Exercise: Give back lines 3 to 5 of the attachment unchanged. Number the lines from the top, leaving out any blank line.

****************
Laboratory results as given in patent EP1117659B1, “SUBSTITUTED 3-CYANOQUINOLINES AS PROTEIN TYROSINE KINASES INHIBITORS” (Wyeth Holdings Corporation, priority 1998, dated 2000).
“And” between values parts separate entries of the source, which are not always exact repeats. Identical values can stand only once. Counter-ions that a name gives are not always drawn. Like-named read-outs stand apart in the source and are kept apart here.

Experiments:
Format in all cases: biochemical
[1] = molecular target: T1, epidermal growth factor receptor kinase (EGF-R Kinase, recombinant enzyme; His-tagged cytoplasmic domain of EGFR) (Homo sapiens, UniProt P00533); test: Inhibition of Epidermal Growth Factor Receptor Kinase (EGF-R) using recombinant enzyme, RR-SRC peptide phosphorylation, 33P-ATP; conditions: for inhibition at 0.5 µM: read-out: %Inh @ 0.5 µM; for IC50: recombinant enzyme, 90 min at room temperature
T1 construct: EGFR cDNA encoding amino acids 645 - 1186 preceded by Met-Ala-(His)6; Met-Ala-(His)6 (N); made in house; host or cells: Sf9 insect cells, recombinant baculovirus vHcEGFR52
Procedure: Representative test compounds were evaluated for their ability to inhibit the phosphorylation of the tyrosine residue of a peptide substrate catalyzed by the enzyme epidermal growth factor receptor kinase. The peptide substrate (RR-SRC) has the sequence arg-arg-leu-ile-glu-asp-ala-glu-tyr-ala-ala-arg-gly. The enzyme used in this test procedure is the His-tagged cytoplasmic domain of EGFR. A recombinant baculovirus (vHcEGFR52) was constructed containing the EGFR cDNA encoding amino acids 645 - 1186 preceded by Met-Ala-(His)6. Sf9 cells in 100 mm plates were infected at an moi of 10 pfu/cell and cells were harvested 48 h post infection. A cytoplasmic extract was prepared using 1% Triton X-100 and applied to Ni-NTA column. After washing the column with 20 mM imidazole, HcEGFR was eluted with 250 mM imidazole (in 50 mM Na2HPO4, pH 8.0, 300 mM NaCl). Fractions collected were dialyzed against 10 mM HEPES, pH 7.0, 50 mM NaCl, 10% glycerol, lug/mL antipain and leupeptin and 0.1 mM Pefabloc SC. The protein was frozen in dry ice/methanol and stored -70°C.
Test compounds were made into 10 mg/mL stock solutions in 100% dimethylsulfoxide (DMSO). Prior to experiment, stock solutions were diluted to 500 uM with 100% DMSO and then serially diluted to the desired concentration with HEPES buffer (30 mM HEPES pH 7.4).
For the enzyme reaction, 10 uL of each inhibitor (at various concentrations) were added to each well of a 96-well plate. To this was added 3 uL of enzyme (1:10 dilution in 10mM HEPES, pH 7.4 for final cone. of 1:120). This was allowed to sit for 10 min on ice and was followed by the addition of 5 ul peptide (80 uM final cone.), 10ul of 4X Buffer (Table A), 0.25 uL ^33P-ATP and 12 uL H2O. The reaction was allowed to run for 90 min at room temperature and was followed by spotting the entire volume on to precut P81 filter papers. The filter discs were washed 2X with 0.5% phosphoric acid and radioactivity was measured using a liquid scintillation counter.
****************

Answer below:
Experiments:
Format in all cases: biochemical
[1] = molecular target: T1, epidermal growth factor receptor kinase (EGF-R Kinase, recombinant enzyme; His-tagged cytoplasmic domain of EGFR) (Homo sapiens, UniProt P00533); test: Inhibition of Epidermal Growth Factor Receptor Kinase (EGF-R) using recombinant enzyme, RR-SRC peptide phosphorylation, 33P-ATP; conditions: for inhibition at 0.5 µM: read-out: %Inh @ 0.5 µM; for IC50: recombinant enzyme, 90 min at room temperature